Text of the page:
by PuckStopsHere on 05/19/09 at 01:58 AM ET
One of the more surprising things in the playoffs so far is that goaltending has not been able to carry any team deep into the playoffs. The remaining teams do not have elite goaltending. If you made a list of the five best goaltenders in the game today, it would not include any of the remaining goalies in the playoffs. The remaining goalies are mid-level goalies at best. That is an alarming realization. How can these be the best teams in the league when none have elite goaltending?
Cam Ward of the Carolina Hurricanes is probably the best goalie still in the playoffs. He won the 2006 Conn Smythe Trophy, but it was a case of when in doubt give it to the goalie and not a case of him being deserving. Since then Ward has been a solid goalie but he has never wound up in any series Vezina races.
The second best goalie in the playoffs is possibly Nikolai Khabibulin. He too has had playoff success. He won the Stanley Cup in 2004 with the Tampa Bay Lightning. At that point in his career he probably was an elite goalie, though he has shown very few signs of it since. Khabibulin has not been too successful in Chicago. This year has been the best of his Chicago seasons, as he sported a .919 saves percentage and a 2.33 GAA. He hasn’t been able to keep on that role in the playoffs and hasn’t stolen any games for the Hawks in their playoff run. Khabibulin is a four time all star game player, but his last appearance was in 2003. He hasn’t been an elite goalie for a few years.
I would pick Marc-Andre Fleury as the third best goalie left in the playoffs. As the first pick in the 2003 draft he has faced big expectations that he has never lived up to. He is an NHL goalie but has never been a great one. He has never been a Vezina candidate. He has never played in an all star game. His biggest success to date is being the goalie of the 2008 Stanley Cup finalists. The Penguins are an offensively strong team that rarely depends on goaltending and Fleury is that goalie.
Chris Osgood is the weakest of the remaining goalies. His best days are done. He posted some pathetic numbers this year including a .887 saves percentage and a 3.09 GAA. While his playoffs have been better than that so far, he is not the type to steal a few games for you. Osgood was once a Cam Ward calibre goalie and even was running up to the Vezina Trophy in 1996. He has had significant playoff success as the Detroit Red Wings goalie, but has never been seriously considered one of the best goalies in the league. His career has been a case of right place at the right time. Detroit had a Stanley Cup team despite no elite goaltending.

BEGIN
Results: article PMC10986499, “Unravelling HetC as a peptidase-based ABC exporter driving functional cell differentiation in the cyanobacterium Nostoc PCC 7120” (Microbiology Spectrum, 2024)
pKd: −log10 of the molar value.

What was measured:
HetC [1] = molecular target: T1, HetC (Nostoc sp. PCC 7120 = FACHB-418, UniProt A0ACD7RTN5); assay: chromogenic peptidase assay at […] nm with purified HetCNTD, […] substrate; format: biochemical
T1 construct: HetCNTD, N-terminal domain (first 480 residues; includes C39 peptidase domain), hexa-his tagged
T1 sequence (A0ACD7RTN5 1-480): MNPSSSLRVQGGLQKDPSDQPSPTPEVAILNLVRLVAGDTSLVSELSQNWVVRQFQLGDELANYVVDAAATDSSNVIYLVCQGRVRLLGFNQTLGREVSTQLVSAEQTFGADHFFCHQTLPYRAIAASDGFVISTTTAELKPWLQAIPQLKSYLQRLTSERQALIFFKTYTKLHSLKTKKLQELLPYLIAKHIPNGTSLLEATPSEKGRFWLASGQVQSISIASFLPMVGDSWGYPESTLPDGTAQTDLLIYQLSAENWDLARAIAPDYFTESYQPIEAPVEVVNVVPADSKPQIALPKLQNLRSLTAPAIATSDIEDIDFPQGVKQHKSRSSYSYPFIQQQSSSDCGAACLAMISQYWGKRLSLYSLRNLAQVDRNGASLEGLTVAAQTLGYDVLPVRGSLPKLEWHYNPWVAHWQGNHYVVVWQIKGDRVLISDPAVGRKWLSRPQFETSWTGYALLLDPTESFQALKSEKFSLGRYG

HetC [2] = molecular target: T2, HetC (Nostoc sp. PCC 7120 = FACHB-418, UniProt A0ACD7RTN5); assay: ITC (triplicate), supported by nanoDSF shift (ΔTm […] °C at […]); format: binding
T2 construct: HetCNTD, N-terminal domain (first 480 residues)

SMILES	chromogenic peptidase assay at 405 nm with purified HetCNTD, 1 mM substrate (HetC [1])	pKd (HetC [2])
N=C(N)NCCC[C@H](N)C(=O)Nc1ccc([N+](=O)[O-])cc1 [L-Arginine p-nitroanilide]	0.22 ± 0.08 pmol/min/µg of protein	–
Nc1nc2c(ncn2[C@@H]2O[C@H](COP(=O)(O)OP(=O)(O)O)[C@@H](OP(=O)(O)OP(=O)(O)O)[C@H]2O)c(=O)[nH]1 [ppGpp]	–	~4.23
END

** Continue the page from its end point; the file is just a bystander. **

The fact there are no elite goaltenders left in the 2009 playoffs is clear from statistics. The goalies with the top three playoff saves percentages (Jonas Hiller, Tim Thomas and Martin Brodeur) have all been eliminated from the playoffs.
What does it mean that there are no elite goalies left in the playoffs? It does not mean that goaltending is not important to win the Stanley Cup. This year’s result is more fluke than meaningful. It turns out that the best goalies in the league played on teams that were otherwise lacking and got eliminated. It means that parity is strong in the NHL. A team can be the best without elite goaltending. That has not been the case historically. Nearly any team that won the Stanley Cup did so with an elite goaltender in net. This isn’t so true anymore. Part of that is a function of expansion. More teams in the NHL mean more goaltenders in the NHL and more teams without elite goaltenders. If the NHL was a six team league, none of the four remaining playoff goaltenders would be starters in the league. That alone would guarantee better goaltending from the teams with playoff success. Another cause is the salary cap. Teams are artificially limited in how much they can pay players. This has kept some of these teams from acquiring better goaltending. I have no doubt that absent a salary cap the Detroit Red Wings would have a better goalie than Chris Osgood.
As I have written in the past parity is a problem come Stanley Cup playoff time. The playoffs are supposed to be epic battles between elite teams. If none of the remaining teams have elite goaltenders then none of the remaining teams are elite teams. Detroit may come the closest to elite status, but they fail with Chris Osgood in net. The fan is cheated. Fans don’t get to see epic playoff battles between elite teams anymore because the NHL structure prevents the formation of elite teams.
The fact the remaining teams in the playoffs this year do not have elite goaltenders is a symptom of the salary cap. When the salary cap stays stagnant or goes down, due to economic issues in the next year or two things will get worse. Teams in the immediate future will get worse than they are now and right now we are watching a playoff with no elite goalies.
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